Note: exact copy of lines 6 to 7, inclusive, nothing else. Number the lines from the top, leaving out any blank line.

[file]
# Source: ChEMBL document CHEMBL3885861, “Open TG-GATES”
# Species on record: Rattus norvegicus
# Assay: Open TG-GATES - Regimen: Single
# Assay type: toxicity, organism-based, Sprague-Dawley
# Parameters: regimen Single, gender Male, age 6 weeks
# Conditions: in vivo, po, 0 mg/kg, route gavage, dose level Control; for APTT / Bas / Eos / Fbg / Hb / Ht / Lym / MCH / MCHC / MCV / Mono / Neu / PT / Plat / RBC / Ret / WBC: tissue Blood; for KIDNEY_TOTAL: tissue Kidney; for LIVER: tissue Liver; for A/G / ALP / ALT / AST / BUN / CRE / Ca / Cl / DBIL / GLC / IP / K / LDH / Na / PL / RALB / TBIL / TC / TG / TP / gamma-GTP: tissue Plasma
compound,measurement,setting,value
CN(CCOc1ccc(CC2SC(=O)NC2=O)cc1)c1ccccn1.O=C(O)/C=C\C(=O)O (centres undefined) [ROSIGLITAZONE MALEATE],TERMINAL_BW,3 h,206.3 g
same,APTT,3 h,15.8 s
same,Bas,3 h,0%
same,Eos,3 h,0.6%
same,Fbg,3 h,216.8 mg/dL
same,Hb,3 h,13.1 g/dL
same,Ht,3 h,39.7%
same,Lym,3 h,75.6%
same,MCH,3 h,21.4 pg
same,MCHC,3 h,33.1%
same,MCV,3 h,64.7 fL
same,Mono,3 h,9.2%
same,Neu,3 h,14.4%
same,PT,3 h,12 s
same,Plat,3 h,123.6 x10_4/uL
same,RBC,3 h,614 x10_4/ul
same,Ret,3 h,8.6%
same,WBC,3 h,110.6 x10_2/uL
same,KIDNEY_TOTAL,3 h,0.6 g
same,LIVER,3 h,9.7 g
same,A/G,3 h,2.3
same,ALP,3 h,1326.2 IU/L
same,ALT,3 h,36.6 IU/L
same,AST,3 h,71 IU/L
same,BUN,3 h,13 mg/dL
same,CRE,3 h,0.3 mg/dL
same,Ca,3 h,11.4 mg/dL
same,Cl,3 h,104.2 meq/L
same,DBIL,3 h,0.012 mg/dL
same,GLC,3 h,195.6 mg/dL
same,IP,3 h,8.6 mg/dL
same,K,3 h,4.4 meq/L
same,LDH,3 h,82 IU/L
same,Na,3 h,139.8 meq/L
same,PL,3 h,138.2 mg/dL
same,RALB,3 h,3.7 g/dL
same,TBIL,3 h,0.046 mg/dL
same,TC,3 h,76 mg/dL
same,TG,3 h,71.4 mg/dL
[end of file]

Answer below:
# Conditions: in vivo, po, 0 mg/kg, route gavage, dose level Control; for APTT / Bas / Eos / Fbg / Hb / Ht / Lym / MCH / MCHC / MCV / Mono / Neu / PT / Plat / RBC / Ret / WBC: tissue Blood; for KIDNEY_TOTAL: tissue Kidney; for LIVER: tissue Liver; for A/G / ALP / ALT / AST / BUN / CRE / Ca / Cl / DBIL / GLC / IP / K / LDH / Na / PL / RALB / TBIL / TC / TG / TP / gamma-GTP: tissue Plasma
compound,measurement,setting,value